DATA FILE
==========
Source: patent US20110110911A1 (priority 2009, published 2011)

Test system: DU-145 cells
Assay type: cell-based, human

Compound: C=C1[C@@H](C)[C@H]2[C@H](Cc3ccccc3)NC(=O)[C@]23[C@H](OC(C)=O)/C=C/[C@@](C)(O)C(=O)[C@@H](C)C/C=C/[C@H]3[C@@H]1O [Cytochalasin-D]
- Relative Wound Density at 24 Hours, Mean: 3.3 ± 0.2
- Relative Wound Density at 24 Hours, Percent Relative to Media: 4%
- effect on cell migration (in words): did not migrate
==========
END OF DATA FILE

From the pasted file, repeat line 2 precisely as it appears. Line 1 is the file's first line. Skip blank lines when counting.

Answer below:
Test system: DU-145 cells